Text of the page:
A friend of mine who is a new believer and I meet at (of course) Caribou on Saturday mornings to discuss the Christian faith and to work through D.A. Carson’s little book, Basics for Believers: An Exposition of Philippians. It isn’t an easy book, particularly for a new believer who hasn’t done much prior theological and exegetical reading, but there are times when Carson is stunning in his clarity and incisiveness. My friend and I are meeting in about an hour, and I just finished reading chapter 3, which is entitled, “Adopt Jesus’ Death as a Test of Your Outlook.” These paragraphs were powerful for me:
“Recall what Jesus tells his disciples in Mark 8, ‘If anyone would come after me, he must deny himself and take up his cross and follow me’ (Mark 8:34). This language…is shocking. To first-century ears, it does not mean that we must all learn to put with a wart or a disappointment or an obstreperous [=noisy and difficult] mother-in-law or an impending mathematics exam: ‘We all have our crosses to bear!’ No, to first-century ears this means you must take the cross on your beaten shoulders and stagger to the place of crucifixion and there be executed in blistering agony and shame. To take up your cross means you have passed all point of possible reprieve, all point of hope that you will once again be able to pursue your own interests; you are on your way to death, a dishonorable death at that. So for Jesus’ disciples to take up their cross, even to take up their cross daily (Luke 9:23), is to say, in spectacularly metaphorical terms, that they are to come to the end of themselves – no matter how costly that death – in order to follow Jesus.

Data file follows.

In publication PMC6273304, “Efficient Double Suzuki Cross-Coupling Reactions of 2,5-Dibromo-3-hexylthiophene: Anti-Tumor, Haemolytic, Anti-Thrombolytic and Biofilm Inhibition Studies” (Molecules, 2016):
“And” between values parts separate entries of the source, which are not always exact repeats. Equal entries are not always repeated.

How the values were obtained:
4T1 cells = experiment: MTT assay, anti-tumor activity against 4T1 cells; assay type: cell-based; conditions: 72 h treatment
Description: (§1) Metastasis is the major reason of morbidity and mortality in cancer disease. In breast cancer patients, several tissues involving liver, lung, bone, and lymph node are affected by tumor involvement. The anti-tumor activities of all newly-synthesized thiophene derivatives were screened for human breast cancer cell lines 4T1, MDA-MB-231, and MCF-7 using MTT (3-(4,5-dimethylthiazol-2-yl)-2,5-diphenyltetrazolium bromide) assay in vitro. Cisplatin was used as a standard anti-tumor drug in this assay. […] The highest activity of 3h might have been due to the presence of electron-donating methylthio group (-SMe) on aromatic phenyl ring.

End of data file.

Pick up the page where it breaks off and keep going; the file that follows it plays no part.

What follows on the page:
This lies at the heart of all Christian discipleship. Every time and every place that we refuse to acknowledge that this is so, we sin against Christ and need to confess the sin and return to basics. We are to take up our cross daily.
…And it is not at all impossible, if present trends continue in the West, that opposition here to the gospel will extend beyond family disapproval, trouble at work, condescension from intellectual colleagues, and the like to concrete persecution. But learning to take up our cross daily, learning to suffer cheerfully for Jesus’ sake, certainly extends beyond physical persecution. One does not have to be a Christian very long before one discovers that there are countless occasions when we are called to put aside self-interest for the sake of Christ. And in large measure it is the example of Christ and his sufferings that will empower us to treat this path” (56-7).